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February 19, 2004 • Volume 12 Number 11

Beckman Program Renewed

Scholarships will fund more undergraduate research in sciences

By Mark Sullivan
Staff Writer

The sciences at Boston College have received an added boost with the renewal of the Beckman Scholars Program that supports undergraduate research in biology and chemistry.

BC is among 13 colleges and universities that will be awarded funding in 2004-06 for undergraduate research scholarships in chemistry and the life sciences, the Arnold and Mabel Beckman Foundation announced.

Five BC students over that period will receive Beckman Scholarships, each of which provides $17,600 for two summers and one academic year of research in the laboratory of a faculty mentor.

Boston College currently is in the third year of a Beckman award shared by the Biology and Chemistry departments, and had been invited by the Beckman Foundation to apply for a renewal.

Five Beckman Scholars supported by that initial award from 2001 have been engaged in research on areas ranging from nanotechnology to the cell biology of the sea urchin. Work with Prof. John Fourkas (Chemistry) on laser microscopy helped Beckman Scholar Thomas Kempa '04 land a Marshall Scholarship to Cambridge.

"The current Beckman Scholar award has not only helped us to provide a unique and rewarding research experience for five of our most outstanding undergraduates, but has also added additional energy to an already robust undergraduate research program in both departments," said Prof. David L. McFadden, Chemistry chairman.

"The new award will allow us both to make this exceptional, interdisciplinary program available to five more of the most advanced students in biology, chemistry and biochemistry and, in a broader sense, to continue to foster enthusiasm for scientific research among our majors at the earliest stages of their college careers."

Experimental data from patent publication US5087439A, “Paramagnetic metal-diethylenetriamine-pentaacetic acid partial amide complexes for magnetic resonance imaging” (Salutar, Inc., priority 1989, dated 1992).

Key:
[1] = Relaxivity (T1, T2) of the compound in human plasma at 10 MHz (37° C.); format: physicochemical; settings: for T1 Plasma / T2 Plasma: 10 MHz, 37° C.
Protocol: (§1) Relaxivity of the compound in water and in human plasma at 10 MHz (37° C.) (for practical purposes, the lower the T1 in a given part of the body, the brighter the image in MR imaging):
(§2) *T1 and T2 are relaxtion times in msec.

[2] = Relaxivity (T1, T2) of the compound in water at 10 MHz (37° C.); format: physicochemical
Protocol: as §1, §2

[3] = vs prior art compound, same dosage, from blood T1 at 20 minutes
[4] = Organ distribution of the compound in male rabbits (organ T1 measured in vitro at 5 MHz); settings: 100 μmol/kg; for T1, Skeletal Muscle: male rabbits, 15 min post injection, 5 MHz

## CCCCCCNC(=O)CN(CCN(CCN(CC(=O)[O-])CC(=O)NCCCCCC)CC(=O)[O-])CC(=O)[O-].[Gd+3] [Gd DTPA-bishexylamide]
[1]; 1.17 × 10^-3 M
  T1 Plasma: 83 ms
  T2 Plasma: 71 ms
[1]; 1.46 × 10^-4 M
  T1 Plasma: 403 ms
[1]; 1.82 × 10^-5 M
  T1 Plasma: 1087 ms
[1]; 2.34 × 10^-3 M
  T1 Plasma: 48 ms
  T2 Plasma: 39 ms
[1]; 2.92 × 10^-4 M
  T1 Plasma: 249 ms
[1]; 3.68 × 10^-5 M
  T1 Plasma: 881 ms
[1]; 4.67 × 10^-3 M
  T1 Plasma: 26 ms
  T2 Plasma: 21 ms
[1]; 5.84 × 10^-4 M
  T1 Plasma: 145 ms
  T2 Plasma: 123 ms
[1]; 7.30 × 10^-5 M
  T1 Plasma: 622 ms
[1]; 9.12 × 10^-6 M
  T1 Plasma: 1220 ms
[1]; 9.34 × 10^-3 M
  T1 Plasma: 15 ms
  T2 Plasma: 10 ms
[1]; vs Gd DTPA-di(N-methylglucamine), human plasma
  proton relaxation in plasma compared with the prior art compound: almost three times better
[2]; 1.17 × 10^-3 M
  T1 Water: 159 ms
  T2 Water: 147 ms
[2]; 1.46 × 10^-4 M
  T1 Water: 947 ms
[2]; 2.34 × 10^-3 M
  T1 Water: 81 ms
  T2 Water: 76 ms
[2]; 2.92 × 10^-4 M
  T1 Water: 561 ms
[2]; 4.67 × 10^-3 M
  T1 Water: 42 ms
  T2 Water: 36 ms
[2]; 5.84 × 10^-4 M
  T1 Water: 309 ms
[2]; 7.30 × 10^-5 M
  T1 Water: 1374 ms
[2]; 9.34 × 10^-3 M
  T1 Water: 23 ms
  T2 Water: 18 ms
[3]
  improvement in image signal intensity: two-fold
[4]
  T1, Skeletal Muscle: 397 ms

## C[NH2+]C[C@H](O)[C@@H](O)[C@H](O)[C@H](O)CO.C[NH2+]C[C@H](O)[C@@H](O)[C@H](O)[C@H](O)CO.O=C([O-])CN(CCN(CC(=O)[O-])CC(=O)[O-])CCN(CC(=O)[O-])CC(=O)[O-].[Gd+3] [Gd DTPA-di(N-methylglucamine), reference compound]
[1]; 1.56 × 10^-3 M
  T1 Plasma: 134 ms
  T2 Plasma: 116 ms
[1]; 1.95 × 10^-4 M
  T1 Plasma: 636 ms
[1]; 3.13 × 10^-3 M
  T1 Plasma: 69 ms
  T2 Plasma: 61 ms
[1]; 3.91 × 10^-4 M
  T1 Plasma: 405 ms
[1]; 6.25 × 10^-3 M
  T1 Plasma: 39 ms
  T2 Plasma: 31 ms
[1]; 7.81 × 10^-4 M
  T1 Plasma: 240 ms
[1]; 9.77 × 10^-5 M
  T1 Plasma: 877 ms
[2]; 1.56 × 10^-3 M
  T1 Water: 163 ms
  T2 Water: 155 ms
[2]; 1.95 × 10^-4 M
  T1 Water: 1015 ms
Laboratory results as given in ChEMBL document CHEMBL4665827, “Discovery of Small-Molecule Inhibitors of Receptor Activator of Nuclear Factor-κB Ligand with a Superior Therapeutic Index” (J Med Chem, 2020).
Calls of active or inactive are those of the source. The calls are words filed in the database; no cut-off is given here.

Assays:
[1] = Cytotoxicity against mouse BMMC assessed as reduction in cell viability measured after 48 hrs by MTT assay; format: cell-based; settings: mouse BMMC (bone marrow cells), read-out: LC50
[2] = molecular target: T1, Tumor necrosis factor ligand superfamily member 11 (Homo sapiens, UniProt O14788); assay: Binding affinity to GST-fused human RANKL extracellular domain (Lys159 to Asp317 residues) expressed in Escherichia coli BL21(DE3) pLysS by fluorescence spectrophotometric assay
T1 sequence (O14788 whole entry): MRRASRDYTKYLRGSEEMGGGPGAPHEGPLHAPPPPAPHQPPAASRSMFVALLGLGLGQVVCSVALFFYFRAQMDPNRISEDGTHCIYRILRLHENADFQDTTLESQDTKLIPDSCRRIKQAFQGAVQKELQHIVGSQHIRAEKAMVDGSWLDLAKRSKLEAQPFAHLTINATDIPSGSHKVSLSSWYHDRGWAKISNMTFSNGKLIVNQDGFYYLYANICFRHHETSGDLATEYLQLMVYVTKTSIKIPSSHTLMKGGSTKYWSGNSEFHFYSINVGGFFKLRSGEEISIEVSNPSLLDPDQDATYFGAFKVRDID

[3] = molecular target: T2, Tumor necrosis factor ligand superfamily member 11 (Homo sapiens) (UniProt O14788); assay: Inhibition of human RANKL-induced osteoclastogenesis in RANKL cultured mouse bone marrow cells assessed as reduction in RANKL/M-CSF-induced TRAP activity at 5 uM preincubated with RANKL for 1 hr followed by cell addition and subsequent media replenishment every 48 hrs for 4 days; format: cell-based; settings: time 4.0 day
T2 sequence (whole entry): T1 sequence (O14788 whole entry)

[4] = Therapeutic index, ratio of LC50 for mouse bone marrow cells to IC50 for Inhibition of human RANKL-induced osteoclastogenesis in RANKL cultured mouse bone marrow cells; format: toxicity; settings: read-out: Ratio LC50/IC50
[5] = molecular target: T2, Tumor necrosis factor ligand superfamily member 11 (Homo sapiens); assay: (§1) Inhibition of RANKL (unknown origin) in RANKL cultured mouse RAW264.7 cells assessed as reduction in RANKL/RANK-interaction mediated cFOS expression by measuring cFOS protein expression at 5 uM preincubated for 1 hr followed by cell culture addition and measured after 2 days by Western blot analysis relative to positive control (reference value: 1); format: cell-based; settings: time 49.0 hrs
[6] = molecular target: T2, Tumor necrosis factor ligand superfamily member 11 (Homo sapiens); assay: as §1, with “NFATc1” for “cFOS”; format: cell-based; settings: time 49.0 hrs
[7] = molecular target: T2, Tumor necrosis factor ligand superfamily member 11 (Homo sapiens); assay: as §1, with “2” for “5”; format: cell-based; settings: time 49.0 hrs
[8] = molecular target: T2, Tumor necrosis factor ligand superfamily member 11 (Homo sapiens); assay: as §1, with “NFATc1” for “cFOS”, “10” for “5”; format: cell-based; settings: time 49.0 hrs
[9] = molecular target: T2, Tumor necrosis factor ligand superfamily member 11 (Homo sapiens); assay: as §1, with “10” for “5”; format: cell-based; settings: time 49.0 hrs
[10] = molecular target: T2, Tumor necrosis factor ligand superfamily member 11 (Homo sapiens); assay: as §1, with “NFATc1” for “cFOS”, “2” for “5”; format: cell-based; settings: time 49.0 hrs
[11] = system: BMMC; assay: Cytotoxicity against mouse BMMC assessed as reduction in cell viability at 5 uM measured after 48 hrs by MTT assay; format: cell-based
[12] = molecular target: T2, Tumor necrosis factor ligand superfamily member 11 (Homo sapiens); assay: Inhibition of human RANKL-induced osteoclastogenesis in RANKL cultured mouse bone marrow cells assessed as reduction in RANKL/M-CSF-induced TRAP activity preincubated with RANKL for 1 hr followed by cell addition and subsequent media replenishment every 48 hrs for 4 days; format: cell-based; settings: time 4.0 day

DeLuca Professor and Biology Department chairman Marc Muskavitch said: "The renewal of the Beckman Scholars award is a strong endorsement of the continuing commitment of our faculty to integrating undergraduates into their active research programs, and to creating a community of scholars made up of graduate students, postdoctoral associates, and undergraduates."

Fourkas, who will direct the renewed Beckman Scholars program at BC with Prof. David Burgess (Biology), attended a symposium in Irvine, Calif., last summer for Beckman Scholars from across the nation.

"The attendees were the most outstanding undergraduate researchers and the most dedicated faculty members imaginable," Fourkas said. "It's an incredible honor for Boston College to again be named part of this elite group. More importantly, it helps to further foster the excitement for research shared by so many of the undergraduates in the Biology and Chemistry departments.

"Above and beyond the outstanding research opportunities afforded to these undergraduates, this award will provide an unparalleled chance for those students selected as Scholars to excel in their projects, to attend national conferences, and to interact with their peers from other institutions at the Beckman Scholars' Symposium," he said.

A selection committee led by the Biology and Chemistry chairmen and including faculty from both departments chooses the Beckman Scholars, each of whom pursues at least 15 months' training in the lab of a faculty mentor. Science students who have strong academic credentials and participate in one of the University's honors programs will be invited to apply to the selection committee.

More information on the Beckman Scholars Program is available at www.bc.edu/schools/cas/biology/undergrad/specprogs/beckman/.

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